DISTURBING RARITY REALITY!


http://wereblog.com/12-year-old-boy-with-a-rare-condition-with-his-head-hang-180-degrees

This is one of the reasons why my blog, Special Persons are People, Too! got conceived.

It’s not much really as I have failed to maintain it thinking it was a futile attempt at publicizing what my thoughts were regarding things, other special persons, and my pathetic quest to know more about my congenital defect. I did not have the absolute clarity as to the purpose of my putting up a blog. I felt it was useless; and my thoughts were: ‘Who am kidding? What in the world was I thinking putting up a blog nobody wants to read? To think I’m not an accomplished writer! Who cares about things like this?’

After several years of hiatus, I finally found better motivations not only to keep my blog afloat, but above all, to make something out of it as an instrument in service of humanity. On top of writing and sharing my thoughts and that of others’, I shall try to promote better understanding and awareness about us as God’s special creatures, to disseminate information as to the legitimacy and morality of our rlghts and privileges as also members of the society who ought not to be discriminated, oppressed, persecuted, looked down upon, bullied, and deprived of our basic needs having been borne to a society that should respect and celebrate those who are ‘slightly different’. It’s gonna be one tough journey; but we all have to start somewhere.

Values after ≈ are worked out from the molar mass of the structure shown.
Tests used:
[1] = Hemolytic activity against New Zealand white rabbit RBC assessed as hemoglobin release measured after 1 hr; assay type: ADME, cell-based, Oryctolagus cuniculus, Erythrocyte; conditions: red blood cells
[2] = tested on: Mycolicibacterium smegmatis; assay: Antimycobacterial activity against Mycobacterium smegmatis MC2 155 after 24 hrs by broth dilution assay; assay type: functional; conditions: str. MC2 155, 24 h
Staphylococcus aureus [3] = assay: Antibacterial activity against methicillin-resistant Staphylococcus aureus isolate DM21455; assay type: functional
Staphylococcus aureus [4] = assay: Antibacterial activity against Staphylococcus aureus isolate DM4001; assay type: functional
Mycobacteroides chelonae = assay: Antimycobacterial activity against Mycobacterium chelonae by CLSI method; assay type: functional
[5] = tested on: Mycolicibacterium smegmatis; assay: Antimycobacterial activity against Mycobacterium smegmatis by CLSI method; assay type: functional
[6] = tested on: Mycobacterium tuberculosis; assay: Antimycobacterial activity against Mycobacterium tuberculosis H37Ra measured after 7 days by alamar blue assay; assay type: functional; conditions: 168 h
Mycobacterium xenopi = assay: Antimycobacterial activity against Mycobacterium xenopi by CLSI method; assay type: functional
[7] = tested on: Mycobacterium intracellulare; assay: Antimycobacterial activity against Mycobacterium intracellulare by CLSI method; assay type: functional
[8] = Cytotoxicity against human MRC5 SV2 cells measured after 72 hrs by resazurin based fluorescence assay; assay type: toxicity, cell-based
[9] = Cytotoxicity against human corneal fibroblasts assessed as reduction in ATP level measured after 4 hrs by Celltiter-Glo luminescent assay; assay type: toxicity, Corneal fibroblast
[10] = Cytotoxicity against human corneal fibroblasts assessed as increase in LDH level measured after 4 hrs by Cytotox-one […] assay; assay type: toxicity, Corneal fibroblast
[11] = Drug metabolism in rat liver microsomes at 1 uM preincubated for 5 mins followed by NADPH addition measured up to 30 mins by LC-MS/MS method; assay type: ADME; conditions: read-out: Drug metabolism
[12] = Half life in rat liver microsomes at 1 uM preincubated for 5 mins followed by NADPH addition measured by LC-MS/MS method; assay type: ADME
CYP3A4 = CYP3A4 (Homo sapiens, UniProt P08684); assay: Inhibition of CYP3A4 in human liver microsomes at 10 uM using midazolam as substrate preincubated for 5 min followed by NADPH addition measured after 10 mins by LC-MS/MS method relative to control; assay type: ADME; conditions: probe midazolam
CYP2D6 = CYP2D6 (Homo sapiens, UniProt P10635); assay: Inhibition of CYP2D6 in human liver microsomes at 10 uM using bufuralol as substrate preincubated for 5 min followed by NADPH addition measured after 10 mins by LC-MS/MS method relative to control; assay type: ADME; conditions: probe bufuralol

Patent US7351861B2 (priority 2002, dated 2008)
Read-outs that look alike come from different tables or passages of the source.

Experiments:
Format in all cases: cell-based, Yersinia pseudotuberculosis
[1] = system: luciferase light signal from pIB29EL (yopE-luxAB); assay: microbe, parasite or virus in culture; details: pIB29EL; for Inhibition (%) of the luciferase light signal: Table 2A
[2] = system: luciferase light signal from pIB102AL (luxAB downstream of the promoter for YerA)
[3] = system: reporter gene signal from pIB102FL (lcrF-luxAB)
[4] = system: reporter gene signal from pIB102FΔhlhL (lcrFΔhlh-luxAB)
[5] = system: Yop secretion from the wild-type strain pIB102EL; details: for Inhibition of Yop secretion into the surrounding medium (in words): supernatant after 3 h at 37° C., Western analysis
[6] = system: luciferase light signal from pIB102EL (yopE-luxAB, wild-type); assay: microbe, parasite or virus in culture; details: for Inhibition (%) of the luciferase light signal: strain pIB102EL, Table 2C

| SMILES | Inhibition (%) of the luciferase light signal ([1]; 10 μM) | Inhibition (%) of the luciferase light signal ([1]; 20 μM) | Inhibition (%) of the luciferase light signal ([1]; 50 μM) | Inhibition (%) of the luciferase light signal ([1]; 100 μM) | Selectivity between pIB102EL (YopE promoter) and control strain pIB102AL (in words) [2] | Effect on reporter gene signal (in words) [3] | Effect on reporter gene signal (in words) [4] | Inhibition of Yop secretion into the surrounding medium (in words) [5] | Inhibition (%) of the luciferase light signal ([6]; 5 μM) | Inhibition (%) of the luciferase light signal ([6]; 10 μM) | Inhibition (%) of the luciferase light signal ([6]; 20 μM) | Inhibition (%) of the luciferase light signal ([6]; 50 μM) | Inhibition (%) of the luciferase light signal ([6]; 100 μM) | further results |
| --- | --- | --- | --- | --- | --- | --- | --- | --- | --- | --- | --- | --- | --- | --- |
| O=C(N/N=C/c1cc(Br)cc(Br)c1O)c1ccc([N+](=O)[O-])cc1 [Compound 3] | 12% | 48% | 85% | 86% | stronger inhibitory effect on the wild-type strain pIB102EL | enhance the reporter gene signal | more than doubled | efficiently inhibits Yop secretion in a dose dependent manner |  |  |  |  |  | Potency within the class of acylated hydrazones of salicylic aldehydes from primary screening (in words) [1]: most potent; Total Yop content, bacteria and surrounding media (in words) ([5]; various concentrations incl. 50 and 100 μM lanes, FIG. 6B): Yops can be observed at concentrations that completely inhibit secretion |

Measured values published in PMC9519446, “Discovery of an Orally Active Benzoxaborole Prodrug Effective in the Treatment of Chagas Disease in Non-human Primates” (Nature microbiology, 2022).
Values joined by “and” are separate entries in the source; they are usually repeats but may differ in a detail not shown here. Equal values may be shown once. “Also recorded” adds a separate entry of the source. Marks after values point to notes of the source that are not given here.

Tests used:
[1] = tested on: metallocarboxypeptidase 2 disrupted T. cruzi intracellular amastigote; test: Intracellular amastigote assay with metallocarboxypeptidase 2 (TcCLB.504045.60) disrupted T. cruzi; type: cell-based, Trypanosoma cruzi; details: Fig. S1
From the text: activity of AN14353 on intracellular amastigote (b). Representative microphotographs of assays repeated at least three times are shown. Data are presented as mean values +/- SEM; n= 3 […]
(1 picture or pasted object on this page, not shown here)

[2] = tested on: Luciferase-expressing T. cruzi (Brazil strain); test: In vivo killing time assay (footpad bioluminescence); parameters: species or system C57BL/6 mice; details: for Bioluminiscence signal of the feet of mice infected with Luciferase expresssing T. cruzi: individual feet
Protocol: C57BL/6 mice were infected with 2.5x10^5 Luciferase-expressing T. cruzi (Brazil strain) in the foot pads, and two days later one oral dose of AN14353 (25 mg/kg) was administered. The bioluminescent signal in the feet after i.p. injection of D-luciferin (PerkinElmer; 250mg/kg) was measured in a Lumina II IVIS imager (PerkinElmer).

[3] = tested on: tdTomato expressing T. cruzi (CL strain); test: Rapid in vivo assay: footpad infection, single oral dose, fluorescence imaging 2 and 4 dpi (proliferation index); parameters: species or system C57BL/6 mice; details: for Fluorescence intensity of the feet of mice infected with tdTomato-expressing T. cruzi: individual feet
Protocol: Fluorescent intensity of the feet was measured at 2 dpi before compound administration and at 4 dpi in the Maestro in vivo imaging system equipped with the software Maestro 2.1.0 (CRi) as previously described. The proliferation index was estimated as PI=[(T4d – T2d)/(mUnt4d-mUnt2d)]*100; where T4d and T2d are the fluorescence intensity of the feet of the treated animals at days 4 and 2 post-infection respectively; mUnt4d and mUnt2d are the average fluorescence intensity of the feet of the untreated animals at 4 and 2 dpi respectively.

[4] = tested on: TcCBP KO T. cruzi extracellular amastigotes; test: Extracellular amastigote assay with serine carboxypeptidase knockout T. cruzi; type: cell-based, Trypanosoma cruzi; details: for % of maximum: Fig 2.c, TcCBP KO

I pray for wisdom and resources for whatever purpose The Universe has drafted and designed for me.

THE PHYSICALLY CHALLENGED: a race forgotten, misconstrued


We call them freaks. We pay money to see them make fools of themselves.

We make fun of them as if their feelings don’t count. As kids, we harass them the first

chance we get. Because we have no tolerance for the askew, the crooked, the odd and

the physically gross or absurd. We think of them as non-human. Maltreatment and

injustice are only a common form of torment. .. (in this era wherein ‘beautiful’ is

defined by the perfection as to physicality, elegance and sophistication,and largely

depends on the carats of gems on the bejeweled class of the society where the rich and

the famous choke on over dosage of fame and overwhelming wealth).

In an age and time where everything gets fixed or “converted” into